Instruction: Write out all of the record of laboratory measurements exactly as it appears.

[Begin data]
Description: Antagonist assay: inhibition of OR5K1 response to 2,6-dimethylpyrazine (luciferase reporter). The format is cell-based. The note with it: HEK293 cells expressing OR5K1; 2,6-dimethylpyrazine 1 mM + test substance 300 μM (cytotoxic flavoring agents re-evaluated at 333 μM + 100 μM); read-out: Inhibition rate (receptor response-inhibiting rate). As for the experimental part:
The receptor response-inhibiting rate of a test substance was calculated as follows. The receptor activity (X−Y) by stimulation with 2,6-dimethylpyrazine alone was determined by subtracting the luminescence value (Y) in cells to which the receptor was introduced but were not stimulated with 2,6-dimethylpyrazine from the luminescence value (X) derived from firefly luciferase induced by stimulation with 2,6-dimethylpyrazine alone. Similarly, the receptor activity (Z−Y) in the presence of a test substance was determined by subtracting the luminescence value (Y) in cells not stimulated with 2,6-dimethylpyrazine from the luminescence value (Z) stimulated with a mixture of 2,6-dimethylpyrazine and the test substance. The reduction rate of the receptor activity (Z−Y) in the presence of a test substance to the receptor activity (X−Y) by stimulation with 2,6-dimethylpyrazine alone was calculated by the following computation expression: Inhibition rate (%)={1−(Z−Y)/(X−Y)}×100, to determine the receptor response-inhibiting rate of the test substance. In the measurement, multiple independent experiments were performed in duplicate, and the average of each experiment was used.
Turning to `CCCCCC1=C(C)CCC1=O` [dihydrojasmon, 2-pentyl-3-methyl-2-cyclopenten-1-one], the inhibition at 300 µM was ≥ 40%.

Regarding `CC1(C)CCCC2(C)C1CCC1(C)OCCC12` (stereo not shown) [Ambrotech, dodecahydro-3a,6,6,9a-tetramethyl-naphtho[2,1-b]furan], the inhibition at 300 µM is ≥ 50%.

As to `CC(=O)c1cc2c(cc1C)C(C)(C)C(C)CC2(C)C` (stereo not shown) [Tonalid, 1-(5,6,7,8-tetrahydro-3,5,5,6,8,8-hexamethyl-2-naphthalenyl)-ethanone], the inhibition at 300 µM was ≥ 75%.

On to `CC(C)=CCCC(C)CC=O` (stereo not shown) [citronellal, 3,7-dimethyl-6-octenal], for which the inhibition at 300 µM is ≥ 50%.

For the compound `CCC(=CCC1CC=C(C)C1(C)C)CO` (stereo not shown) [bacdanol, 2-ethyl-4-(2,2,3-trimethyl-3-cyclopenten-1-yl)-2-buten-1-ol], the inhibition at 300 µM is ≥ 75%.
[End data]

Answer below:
Description: Antagonist assay: inhibition of OR5K1 response to 2,6-dimethylpyrazine (luciferase reporter). The format is cell-based. The note with it: HEK293 cells expressing OR5K1; 2,6-dimethylpyrazine 1 mM + test substance 300 μM (cytotoxic flavoring agents re-evaluated at 333 μM + 100 μM); read-out: Inhibition rate (receptor response-inhibiting rate). As for the experimental part:
The receptor response-inhibiting rate of a test substance was calculated as follows. The receptor activity (X−Y) by stimulation with 2,6-dimethylpyrazine alone was determined by subtracting the luminescence value (Y) in cells to which the receptor was introduced but were not stimulated with 2,6-dimethylpyrazine from the luminescence value (X) derived from firefly luciferase induced by stimulation with 2,6-dimethylpyrazine alone. Similarly, the receptor activity (Z−Y) in the presence of a test substance was determined by subtracting the luminescence value (Y) in cells not stimulated with 2,6-dimethylpyrazine from the luminescence value (Z) stimulated with a mixture of 2,6-dimethylpyrazine and the test substance. The reduction rate of the receptor activity (Z−Y) in the presence of a test substance to the receptor activity (X−Y) by stimulation with 2,6-dimethylpyrazine alone was calculated by the following computation expression: Inhibition rate (%)={1−(Z−Y)/(X−Y)}×100, to determine the receptor response-inhibiting rate of the test substance. In the measurement, multiple independent experiments were performed in duplicate, and the average of each experiment was used.
Turning to `CCCCCC1=C(C)CCC1=O` [dihydrojasmon, 2-pentyl-3-methyl-2-cyclopenten-1-one], the inhibition at 300 µM was ≥ 40%.

Regarding `CC1(C)CCCC2(C)C1CCC1(C)OCCC12` (stereo not shown) [Ambrotech, dodecahydro-3a,6,6,9a-tetramethyl-naphtho[2,1-b]furan], the inhibition at 300 µM is ≥ 50%.

As to `CC(=O)c1cc2c(cc1C)C(C)(C)C(C)CC2(C)C` (stereo not shown) [Tonalid, 1-(5,6,7,8-tetrahydro-3,5,5,6,8,8-hexamethyl-2-naphthalenyl)-ethanone], the inhibition at 300 µM was ≥ 75%.

On to `CC(C)=CCCC(C)CC=O` (stereo not shown) [citronellal, 3,7-dimethyl-6-octenal], for which the inhibition at 300 µM is ≥ 50%.

For the compound `CCC(=CCC1CC=C(C)C1(C)C)CO` (stereo not shown) [bacdanol, 2-ethyl-4-(2,2,3-trimethyl-3-cyclopenten-1-yl)-2-buten-1-ol], the inhibition at 300 µM is ≥ 75%.